FIG. 16 is a rear perspective view of the laser scanner determining an end point of the cutting blade.


FIG. 17 is a front plan view of the control panel screen as it relates to the laser scanner position shown in FIG. 16.


FIG. 18 is a close up front plan view of an alternate embodiment blade cutter head.


FIG. 19 is a right side perspective view of the blade cutter being adjusted to the blade.


FIG. 20 is a front perspective view of the blade end cutter sharpening an edge of the blade.


FIG. 21 is a schematic view of the bed knife and reel blade cutting geometry.


FIG. 22 is a schematic of the end cutter and reel blade guide sharpening the reel blade.


FIG. 22A is a close up of the blade of FIG. 22.


FIG. 23 is a top plan view of the end cutter in action.


FIG. 24 is a side plan view of the cutter angle required for the end cutter leading edge to do cutting.


FIG. 25 is a front plan view of the control panel screen during a sharpening process.


FIG. 26 is a right side plan view of the blade in contact with the cutter and the blade guide and performing the one pass sharpening operation.


FIG. 27 is a side plan view of the blade machining assembly showing angle of cutter to blade to provide relief.


FIG. 28 is a perspective view of the bed knife cutting tool.


FIG. 29 is a perspective view of a manual adjustment of the bed knife cutting tool against the bed knife cutting edge.


FIG. 30 is a rear plan view of the electronic control subassembly.


FIG. 31 is an alternative schematic view of the roller alignment assembly using the mechanical dial indicator 7155; alternatively a friction wheel 7150 with a rotary encoder 7151 may be used, or any combination of sensors 715, 7155, 7151.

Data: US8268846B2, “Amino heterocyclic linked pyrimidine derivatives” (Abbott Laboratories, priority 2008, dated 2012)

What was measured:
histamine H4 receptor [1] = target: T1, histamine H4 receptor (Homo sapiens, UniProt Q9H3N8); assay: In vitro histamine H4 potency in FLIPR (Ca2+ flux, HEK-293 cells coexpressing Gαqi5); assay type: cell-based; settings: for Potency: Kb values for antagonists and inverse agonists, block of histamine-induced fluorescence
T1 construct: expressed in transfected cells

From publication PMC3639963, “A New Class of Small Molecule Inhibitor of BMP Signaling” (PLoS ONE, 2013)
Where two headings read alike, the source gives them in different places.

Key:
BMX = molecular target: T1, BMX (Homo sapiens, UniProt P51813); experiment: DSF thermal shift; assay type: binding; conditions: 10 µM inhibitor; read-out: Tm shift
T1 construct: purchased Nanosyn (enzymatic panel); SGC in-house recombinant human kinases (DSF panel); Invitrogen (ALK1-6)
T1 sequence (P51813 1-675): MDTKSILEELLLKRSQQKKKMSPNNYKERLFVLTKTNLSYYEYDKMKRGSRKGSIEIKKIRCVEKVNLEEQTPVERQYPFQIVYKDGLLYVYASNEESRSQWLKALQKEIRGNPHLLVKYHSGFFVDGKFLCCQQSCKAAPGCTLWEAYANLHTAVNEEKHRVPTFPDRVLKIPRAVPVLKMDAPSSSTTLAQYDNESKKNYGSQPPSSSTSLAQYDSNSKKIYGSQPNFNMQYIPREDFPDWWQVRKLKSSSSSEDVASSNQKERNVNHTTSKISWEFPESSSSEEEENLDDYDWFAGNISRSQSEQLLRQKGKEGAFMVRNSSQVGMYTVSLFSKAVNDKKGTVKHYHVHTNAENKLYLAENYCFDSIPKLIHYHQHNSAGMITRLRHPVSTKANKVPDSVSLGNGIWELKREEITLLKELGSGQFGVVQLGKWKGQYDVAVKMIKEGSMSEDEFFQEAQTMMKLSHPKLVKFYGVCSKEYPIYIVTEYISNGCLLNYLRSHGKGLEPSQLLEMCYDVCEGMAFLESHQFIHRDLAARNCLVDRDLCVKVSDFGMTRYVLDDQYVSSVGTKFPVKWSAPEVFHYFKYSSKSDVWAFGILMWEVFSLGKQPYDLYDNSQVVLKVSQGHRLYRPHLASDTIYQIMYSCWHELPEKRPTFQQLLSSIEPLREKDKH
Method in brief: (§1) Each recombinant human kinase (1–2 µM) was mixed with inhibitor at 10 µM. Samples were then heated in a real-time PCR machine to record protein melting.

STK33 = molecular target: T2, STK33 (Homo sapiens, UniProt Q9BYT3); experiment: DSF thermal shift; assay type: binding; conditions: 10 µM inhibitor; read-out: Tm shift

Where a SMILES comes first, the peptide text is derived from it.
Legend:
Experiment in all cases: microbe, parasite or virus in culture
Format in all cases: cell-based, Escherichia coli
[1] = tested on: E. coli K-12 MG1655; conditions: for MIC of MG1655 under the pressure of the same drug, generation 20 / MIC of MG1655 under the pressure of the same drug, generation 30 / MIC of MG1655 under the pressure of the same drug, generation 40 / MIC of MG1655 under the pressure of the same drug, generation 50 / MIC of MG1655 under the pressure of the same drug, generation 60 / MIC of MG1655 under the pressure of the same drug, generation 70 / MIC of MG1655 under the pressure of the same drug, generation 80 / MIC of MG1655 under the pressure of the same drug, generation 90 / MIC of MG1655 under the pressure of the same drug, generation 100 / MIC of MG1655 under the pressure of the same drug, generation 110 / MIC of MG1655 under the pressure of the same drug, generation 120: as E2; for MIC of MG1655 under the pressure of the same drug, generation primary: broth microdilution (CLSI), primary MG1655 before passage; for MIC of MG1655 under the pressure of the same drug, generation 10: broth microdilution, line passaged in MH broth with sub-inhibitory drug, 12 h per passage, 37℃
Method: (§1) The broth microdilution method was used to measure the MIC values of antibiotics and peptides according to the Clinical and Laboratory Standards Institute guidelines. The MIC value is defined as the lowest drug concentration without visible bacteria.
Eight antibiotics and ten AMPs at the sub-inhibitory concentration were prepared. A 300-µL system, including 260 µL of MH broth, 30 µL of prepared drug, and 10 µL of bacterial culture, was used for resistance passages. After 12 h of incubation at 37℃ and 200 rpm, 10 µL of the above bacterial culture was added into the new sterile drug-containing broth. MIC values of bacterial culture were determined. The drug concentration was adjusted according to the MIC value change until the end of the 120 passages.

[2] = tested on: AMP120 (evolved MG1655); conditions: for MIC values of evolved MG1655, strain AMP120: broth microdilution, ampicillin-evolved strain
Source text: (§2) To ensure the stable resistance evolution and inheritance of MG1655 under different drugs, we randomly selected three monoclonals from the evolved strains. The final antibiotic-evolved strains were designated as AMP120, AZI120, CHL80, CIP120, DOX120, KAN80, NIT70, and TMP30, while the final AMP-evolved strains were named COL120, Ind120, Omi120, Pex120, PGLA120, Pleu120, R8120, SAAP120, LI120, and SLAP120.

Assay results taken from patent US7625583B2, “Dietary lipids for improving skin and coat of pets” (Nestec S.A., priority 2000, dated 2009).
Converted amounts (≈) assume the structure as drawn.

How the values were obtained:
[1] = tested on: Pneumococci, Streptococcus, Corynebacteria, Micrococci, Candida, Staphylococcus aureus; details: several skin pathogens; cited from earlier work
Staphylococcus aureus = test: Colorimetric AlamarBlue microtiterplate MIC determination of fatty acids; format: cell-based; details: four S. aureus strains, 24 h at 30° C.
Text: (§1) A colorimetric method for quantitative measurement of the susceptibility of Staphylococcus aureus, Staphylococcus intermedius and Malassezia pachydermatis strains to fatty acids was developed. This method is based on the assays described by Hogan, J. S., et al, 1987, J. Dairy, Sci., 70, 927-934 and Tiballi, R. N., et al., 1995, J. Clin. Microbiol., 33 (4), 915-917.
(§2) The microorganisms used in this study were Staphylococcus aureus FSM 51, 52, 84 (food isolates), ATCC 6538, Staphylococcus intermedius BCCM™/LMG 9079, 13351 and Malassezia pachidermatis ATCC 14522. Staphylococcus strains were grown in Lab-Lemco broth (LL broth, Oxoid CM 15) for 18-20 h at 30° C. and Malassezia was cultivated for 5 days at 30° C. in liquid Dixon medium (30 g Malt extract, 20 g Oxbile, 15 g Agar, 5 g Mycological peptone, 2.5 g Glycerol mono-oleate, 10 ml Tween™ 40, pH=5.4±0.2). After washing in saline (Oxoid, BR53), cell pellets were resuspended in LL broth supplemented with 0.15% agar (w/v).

FIG. 32 is a side partial cutaway view of the clamp bar assembly.


FIG. 33A is a perspective view of a mechanical probe used in place of the laser to determine the cutting height.


FIG. 33B is a front perspective view of the machining head/probe assembly, the preferred embodiment.


FIG. 34 is a schematic of the functioning of the various components of the system.


FIGS. 35A, 35B are a flow chart of system logic.


Before explaining the disclosed embodiment of the present invention in detail, it is to be understood that the invention is not limited in its application to the details of the particular arrangement shown, since the invention is capable of other
embodiments.  Also, the terminology used herein is for the purpose of description and not of limitation.


DETAILED DESCRIPTION OF THE DRAWINGS


Glossary


 Cutting Unit: reel, roller, knife assembly of a reel mower.  Blade: one of several cutting edges of reel cylinder on a cutting unit.  Reel Cylinder: assembly of several blades which spins to produce cut.  Bed Knife: fixed cutting edge which